The Rock ‘n Play Sleeper by Fisher-Price started out as a lifesaver for many new parents, offering them the elusive gift of sleep. First introduced in 2009, it evolved into a sophisticated mechanical rocker with music and shushing features, allowing parents to move around the house while their babies slept. However, in 2019, about 4.7 million Rock ‘n Plays were recalled after being linked to the deaths of 30 infants. It has since been linked to around 100 infant deaths, so why is it still being sold on Facebook?
The recall was reannounced in January, yet hundreds of these sleepers continue to be listed on Facebook Marketplace every month. In a recent letter, the U.S. Consumer Product Safety Commission (CPSC) demanded that Facebook’s parent company, Meta, take action to prevent these illegal listings from surfacing. The CPSC found almost 4,000 of the recalled sleepers on resale sites over 13 months starting in February 2022, and 93% were on Facebook Marketplace.
“If CPSC staff can identify these illegal listings using your site, Meta indisputably can prevent them from appearing in the first place,” CPSC Chairman Alexander Hoehn-Saric wrote in his letter to Meta’s CEO, Mark Zuckerberg.
Hoehn-Saric also urged the CEO of Mattel, which owns Fisher-Price, to consider new incentives for consumers to act upon the recall. The recall currently provides a refund for those who purchased the product on or after October 12, 2018, and a voucher for those who purchased it before then. However, many Rock ‘n Play owners are left with little incentive to return their product, especially those who don’t need another Fisher-Price product. As a result, consumers are selling the product on the secondary market, often making more than they would by participating in the recall.
“The persistent secondary marketplace for Rock ‘n Play sleepers indicates that consumers either remain unaware that the Fisher Price Rock ‘n Play has been recalled or believe selling the recalled product on the secondary market is a better choice than acting on the recall remedy Fisher Price currently provides,” Hoehn-Saric wrote.
While the Consumer Product Safety Improvement Act of 2008 makes it illegal to sell a recalled item, there is a loophole for online marketplaces like Facebook. For example, Facebook is considered to be facilitating the sales between buyers and sellers, meaning there is nothing the company is legally required to do about recalled products on their site.
Facebook Marketplace’s policy restricts the sale of recalled goods, but listings for recalled products regularly appear on the site. In 2021, a spokeswoman for Meta told USA TODAY that the company checks for violations of this policy mainly through automated reviews before the listing goes public.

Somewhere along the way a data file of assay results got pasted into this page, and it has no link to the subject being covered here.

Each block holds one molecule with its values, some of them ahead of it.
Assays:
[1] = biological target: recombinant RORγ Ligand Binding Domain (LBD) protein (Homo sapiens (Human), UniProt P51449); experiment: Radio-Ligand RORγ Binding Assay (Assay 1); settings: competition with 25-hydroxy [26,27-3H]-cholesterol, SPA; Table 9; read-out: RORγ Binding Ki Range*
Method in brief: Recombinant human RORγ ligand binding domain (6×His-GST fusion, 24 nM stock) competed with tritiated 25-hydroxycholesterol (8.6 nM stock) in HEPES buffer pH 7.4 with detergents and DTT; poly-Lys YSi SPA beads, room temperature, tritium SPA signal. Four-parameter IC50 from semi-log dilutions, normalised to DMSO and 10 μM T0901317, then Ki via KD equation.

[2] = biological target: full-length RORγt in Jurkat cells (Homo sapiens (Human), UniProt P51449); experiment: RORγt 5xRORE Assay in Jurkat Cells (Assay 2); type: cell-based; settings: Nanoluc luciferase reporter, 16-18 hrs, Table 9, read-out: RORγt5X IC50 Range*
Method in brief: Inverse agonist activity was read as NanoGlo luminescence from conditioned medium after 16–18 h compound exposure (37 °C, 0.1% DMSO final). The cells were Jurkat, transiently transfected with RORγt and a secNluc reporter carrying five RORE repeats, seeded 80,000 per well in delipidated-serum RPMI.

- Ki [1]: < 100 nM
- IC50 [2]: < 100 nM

As noted by Romper, sellers can simply leave the product name out of their posting to “outsmart the algorithm,” allowing the posting to go through. Part of Hoehn-Saric’s request to Meta includes providing users with a way to flag listings for recalled and hazardous products.
CPSC spokeswoman Pamela Springs said that over the course of 13 months, the agency made 60,000 requests to various online marketplaces to take down the listings of recalled products, and more than three-quarters of those were to Facebook.
What to do if you have a Rock ‘n Play Sleeper:
If you have a Rock ‘n Play and were unaware of the recall, this is why the product is so dangerous:
- Infants can roll from their backs to their stomachs while unrestrained, leaving them at risk of suffocation.
- The product places infants at a reclined 30-degree angle. A CPSC-commissioned study found an incline of greater than 10 degrees is unsafe for sleep because it increases the risk of suffocation. The CPSC and the American Academy of Pediatrics recommend that babies sleep on flat surfaces.
According to the CPSC, the sleepers were sold by major retailers from September 2009 through April 2019 for $40 to $149. If you have a Rock ‘n Play, contact Fisher-Price customer service to receive a prepaid mailer to return the product. Include the receipt to receive a refund if you purchased it new.
If you’re looking for another way to dispose of it, make sure you disassemble and destroy the product so it’s no longer usable, and place the parts in black trash bags. You don’t want anyone to pick it off the curb and take it home.
When buying baby products secondhand, always search the product on saferproducts.gov, which is a CPSC database that contains recall information and incident reports. Going the extra mile by researching the product online can save you from purchasing a dangerous and potentially fatal item.